[Greenbuilding] low flow shower heads

JOHN SALMEN terrain at shaw.ca
Tue May 17 19:31:24 PDT 2011


I think you are being a devils advocate here even though you said you don't
want to start a fight. You are basically saying that if we consume more
resources we are helping the economy.... 

 

When people ask what environmental building means I use water as a prime
example that informs the choices we make. Water takes on a little bit of
every thing in its path - i.e. it has the potential of becoming both
contaminated and a potential source of contamination.  This covers every
material from the roof to the ground and every pipe and system (including
energy systems) involved in its distribution and subsequent discharge. 

 

The end product is not the product that fell from the sky or originated in
the lake or aquifier that supplies the domestic water. It is a contaminated
product that really can't be 'purified' despite the impetus to  the economy
that the challenge might create.  Also the energy involved in creating the
system to maintain the 'demand' is not a recoverable equation.

 

 

 

From: greenbuilding-bounces at lists.bioenergylists.org
[mailto:greenbuilding-bounces at lists.bioenergylists.org] On Behalf Of lee
Weaver
Sent: May-17-11 7:01 PM
To: Green Building
Subject: Re: [Greenbuilding] low flow shower heads

 

So then if you are on municipal water systems  and are willing to pay for
the water and sewer you are then helping the economy (providing jobs for the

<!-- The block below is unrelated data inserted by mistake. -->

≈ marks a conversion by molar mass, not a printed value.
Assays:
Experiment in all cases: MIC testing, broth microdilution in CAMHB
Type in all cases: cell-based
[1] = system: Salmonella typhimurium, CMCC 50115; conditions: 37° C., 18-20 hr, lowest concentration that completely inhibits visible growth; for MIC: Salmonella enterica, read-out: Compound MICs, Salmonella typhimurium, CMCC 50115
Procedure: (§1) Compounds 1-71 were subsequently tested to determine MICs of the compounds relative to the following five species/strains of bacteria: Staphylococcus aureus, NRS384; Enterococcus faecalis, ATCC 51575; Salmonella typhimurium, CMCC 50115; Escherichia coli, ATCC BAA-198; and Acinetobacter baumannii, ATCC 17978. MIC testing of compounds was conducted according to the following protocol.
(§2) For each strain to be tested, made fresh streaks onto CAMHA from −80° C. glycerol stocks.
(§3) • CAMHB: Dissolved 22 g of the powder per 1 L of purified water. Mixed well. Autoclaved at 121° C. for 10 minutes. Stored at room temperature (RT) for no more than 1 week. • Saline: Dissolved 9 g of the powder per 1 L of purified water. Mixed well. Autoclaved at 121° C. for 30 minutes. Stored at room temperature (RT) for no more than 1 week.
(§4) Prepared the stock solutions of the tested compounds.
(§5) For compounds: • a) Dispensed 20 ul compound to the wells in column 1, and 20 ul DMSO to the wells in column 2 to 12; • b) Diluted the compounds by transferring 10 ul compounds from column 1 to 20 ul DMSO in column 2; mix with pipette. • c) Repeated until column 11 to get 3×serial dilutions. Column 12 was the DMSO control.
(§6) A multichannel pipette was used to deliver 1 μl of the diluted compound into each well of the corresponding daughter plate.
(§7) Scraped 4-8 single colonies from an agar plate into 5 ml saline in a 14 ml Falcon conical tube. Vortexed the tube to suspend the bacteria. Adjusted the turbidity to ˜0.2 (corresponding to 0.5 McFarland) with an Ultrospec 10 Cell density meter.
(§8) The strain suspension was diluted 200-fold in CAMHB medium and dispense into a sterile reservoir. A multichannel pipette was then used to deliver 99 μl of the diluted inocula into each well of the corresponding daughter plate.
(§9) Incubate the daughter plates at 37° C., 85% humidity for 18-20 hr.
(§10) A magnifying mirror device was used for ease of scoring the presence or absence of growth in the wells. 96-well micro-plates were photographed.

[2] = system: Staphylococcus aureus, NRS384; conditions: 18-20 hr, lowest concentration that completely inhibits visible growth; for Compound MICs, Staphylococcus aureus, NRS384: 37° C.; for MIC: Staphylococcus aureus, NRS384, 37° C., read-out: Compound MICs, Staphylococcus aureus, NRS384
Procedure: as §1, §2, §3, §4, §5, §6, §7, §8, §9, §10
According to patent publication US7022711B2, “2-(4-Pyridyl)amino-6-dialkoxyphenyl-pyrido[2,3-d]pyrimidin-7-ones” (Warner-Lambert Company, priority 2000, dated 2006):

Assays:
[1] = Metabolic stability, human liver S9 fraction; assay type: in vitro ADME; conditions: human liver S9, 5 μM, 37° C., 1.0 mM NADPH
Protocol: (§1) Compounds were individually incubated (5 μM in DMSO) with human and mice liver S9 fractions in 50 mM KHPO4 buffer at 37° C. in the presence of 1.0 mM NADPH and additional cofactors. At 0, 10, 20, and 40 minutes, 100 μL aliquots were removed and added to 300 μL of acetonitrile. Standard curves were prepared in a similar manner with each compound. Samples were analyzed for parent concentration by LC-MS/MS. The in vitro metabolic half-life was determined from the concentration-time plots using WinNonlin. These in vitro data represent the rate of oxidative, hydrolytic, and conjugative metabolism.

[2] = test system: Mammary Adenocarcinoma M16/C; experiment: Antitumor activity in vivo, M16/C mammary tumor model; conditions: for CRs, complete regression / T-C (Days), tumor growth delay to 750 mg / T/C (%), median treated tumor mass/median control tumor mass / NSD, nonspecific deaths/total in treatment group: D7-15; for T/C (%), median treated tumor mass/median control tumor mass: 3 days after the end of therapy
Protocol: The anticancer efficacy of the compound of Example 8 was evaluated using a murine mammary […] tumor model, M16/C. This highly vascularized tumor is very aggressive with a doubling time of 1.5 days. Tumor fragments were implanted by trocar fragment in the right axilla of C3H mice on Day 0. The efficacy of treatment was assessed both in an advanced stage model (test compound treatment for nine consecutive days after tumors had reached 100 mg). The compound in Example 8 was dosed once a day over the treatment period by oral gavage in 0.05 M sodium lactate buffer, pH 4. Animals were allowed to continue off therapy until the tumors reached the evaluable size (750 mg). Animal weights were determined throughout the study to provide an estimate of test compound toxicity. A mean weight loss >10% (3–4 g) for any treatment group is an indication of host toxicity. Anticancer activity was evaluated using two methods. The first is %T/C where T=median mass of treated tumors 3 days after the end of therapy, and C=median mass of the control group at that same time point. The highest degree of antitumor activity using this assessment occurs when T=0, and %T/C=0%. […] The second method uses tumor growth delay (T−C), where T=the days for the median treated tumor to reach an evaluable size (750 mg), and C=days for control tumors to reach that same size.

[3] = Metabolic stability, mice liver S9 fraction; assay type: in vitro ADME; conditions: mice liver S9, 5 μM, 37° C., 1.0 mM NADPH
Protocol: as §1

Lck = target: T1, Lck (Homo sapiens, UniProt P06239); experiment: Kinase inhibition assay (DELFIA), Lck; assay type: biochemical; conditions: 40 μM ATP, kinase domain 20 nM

power, water, and sewer company workers) the water used by the shower will
not be polluted to the point that the sewer system will not be able to
return it to the aquifer.  

I still fail to see why "The planet cannot afford such individuals with
little regard for the rest of us." is a valid stance on this topic when all
it does it remove a portion of water from availability for a time, it is
returned. It even helps a number of people if you take into account all the
people working in the field of supplying the water and energy(if you are on
municipal services).

Lee
On 5/17/2011 6:43 PM, Reuben Deumling wrote: 

Not really that simple.
 
For most of us on municipal water systems there's a lot of
infrastructure, energy, pipes, trucks, pumps, chlorine, filters on
this incoming end, and a similar but even more complicated and
expensive infrastructure on the sewer end. All that costs money and
materials to install and maintain and operate.
 
Back in the seventies Amory Lovins figured out that if you back a kWh
through the appliance, wires, transmission lines to the power plant
and back to the mine, not using that kWh actually translates into a
far greater upstream investment that isn't required. Whether it is a
factor of 4 or 10 isn't really the point. The same holds true for
water except the units and losses are different.
 
The water molecules are still there, but they're always there even
after they are polluted or not recharged in the aquifer from which
they were pumped. Where the water is, whether it is drinkable, all of
this is important.
 
On Tue, May 17, 2011 at 6:36 PM, lee Weaver  <mailto:lgweaver at gmail.com>
<lgweaver at gmail.com> wrote:

Why
 
The water goes right back into the ground.  it's not like that water is
destroyed.
now trying to start a fight I'm truly asking a valid (IMHO) question.

 
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